A Muslim prisoner has been granted the right to grow a beard after a court ruled that his religious rights trumped security concerns.
The Arkansas Department of Correction had previously banned prisoners from growing beards, citing fears that weapons or contraband could be hidden within them. The state had also suggested that escaped prisoners could easily change their appearance by shaving.
However, in a unanimous vote yesterday, nine Justices dismissed this argument. “Hair on the head is a more plausible place to hide contraband than a half-inch beard, and the same is true of an inmate’s clothing and shoes,” Justice Samuel Alito said.
“Nevertheless, the department does not require inmates to go about bald, barefoot or naked.”
Alito added: “We readily agree that [the state] has a compelling interest in staunching the flow of contraband into and within its facilities. But the argument that this interest would be seriously compromised by allowing an inmate to grow a half-inch beard is hard to take seriously.”
Alito also said the state already searches clothing and hair and had not given a valid reason why it could not also search beards.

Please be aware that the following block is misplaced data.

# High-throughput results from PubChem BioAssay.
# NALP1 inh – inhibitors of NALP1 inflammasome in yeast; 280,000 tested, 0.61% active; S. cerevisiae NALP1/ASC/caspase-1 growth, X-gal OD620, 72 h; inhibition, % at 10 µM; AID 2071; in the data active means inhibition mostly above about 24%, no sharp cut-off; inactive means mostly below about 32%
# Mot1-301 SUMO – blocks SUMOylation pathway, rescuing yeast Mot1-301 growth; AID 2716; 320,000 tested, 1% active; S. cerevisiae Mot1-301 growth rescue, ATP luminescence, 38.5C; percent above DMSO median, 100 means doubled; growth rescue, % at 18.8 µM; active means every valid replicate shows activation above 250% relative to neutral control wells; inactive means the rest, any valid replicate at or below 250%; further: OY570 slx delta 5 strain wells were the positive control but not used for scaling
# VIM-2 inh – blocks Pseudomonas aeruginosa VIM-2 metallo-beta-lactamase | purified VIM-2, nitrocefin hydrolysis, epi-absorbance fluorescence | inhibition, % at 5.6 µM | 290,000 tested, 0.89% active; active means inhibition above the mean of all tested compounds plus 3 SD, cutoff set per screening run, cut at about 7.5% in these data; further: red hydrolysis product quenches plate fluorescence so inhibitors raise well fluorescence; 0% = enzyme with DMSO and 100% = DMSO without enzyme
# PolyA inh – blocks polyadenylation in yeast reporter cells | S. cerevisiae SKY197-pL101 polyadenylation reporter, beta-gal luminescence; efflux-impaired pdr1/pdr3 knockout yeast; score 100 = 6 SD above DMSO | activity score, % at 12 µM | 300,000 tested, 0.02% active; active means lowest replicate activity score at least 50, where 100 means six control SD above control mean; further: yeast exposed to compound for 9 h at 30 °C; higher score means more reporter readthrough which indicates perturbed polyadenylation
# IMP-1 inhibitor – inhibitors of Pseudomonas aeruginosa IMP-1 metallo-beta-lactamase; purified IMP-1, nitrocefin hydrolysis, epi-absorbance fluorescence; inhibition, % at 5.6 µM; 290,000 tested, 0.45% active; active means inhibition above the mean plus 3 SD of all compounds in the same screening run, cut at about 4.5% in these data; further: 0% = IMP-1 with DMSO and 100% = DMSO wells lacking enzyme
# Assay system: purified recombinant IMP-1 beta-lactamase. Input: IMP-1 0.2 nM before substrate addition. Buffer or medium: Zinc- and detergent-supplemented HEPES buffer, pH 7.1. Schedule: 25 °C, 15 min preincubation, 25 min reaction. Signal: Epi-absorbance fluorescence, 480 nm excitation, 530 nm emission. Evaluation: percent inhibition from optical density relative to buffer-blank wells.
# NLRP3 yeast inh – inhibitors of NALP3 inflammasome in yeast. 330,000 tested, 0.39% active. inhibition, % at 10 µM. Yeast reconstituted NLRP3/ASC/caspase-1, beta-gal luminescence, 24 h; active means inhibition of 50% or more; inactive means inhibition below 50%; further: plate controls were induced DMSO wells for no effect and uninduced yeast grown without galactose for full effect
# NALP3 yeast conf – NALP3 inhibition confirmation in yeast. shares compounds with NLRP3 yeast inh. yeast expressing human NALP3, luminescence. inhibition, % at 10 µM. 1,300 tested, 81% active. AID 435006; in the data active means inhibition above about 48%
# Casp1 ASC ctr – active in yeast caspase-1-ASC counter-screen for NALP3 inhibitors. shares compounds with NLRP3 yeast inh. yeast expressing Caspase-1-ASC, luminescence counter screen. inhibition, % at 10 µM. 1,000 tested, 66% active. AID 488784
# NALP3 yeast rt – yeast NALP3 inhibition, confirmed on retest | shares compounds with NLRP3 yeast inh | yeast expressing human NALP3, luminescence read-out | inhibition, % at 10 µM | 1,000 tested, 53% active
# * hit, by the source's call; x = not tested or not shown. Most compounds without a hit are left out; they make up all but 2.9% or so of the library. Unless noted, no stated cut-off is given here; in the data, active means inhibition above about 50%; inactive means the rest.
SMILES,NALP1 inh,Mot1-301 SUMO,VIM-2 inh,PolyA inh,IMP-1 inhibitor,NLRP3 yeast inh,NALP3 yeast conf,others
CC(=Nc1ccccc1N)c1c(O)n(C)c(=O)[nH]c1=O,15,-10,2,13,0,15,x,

The prisoner in question, Gregory Holt – otherwise known as Abdul Maalik Muhammad – said his case was “a matter of grave importance, pitting the rights of Muslim inmates against a system that is hostile to these views”.
He argued that the state’s prison grooming policy prohibiting inmates from having facial hair other than a “neatly trimmed mustache” violated his religious rights under a 2000 federal law called the Religious Land Use and Institutionalized Persons Act.
His lawyers noted that more than 40 states and the federal government allow prison inmates to have similar beards.
Eric Rassbach, Deputy General Counsel for the Becket Fund for Religious Freedom labelled the ruling “a huge win for religious freedom and for all Americans”.
“What the Supreme Court said today was that government officials cannot impose arbitrary restrictions on religious liberty just because they think government knows best,” he said.
The court’s decision has been compared to last year’s judgement on the Hobby Lobby case, where it was made legal for closely-held businesses to uphold religious objections which allow them to opt out of contraceptive health law requirements.
Justice Ruth Balder Ginsburg yesterday distinguished between the two cases, however. “Unlike the exemption this court approved (in Hobby Lobby), accommodating petitioner’s religious belief in this case would not detrimentally affect others who do not share petitioner’s belief,” she said in a concurrence.
Holt, who wanted to grow a half-inch beard, is serving a life sentence for burglary and domestic battery at the Varner Supermax prison. In 2005, he pleaded guilty to separate charges of threatening the daughters of then-President George W Bush.
Source: Christian Today
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